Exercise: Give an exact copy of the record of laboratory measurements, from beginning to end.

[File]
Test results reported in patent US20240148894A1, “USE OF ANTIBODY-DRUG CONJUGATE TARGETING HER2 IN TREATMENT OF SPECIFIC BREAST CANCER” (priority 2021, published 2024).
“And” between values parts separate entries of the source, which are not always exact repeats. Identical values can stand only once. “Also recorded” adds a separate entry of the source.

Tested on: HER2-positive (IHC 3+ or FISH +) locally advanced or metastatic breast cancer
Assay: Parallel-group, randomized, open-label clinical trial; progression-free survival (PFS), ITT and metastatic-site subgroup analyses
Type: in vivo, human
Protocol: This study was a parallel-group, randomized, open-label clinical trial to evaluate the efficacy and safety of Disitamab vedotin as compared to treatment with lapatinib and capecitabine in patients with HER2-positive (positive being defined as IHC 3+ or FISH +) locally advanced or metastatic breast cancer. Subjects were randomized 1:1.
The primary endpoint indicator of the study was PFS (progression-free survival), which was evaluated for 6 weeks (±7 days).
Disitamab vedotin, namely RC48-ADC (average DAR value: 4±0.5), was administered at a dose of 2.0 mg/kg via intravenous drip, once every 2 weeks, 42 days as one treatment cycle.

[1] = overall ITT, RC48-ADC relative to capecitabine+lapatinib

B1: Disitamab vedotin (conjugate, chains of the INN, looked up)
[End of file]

Test results reported in patent US20240148894A1, “USE OF ANTIBODY-DRUG CONJUGATE TARGETING HER2 IN TREATMENT OF SPECIFIC BREAST CANCER” (priority 2021, published 2024).
“And” between values parts separate entries of the source, which are not always exact repeats. Identical values can stand only once. “Also recorded” adds a separate entry of the source.

Tested on: HER2-positive (IHC 3+ or FISH +) locally advanced or metastatic breast cancer
Assay: Parallel-group, randomized, open-label clinical trial; progression-free survival (PFS), ITT and metastatic-site subgroup analyses
Type: in vivo, human
Protocol: This study was a parallel-group, randomized, open-label clinical trial to evaluate the efficacy and safety of Disitamab vedotin as compared to treatment with lapatinib and capecitabine in patients with HER2-positive (positive being defined as IHC 3+ or FISH +) locally advanced or metastatic breast cancer. Subjects were randomized 1:1.
The primary endpoint indicator of the study was PFS (progression-free survival), which was evaluated for 6 weeks (±7 days).
Disitamab vedotin, namely RC48-ADC (average DAR value: 4±0.5), was administered at a dose of 2.0 mg/kg via intravenous drip, once every 2 weeks, 42 days as one treatment cycle.

[1] = overall ITT, RC48-ADC relative to capecitabine+lapatinib

B1: Disitamab vedotin (conjugate, chains of the INN, looked up)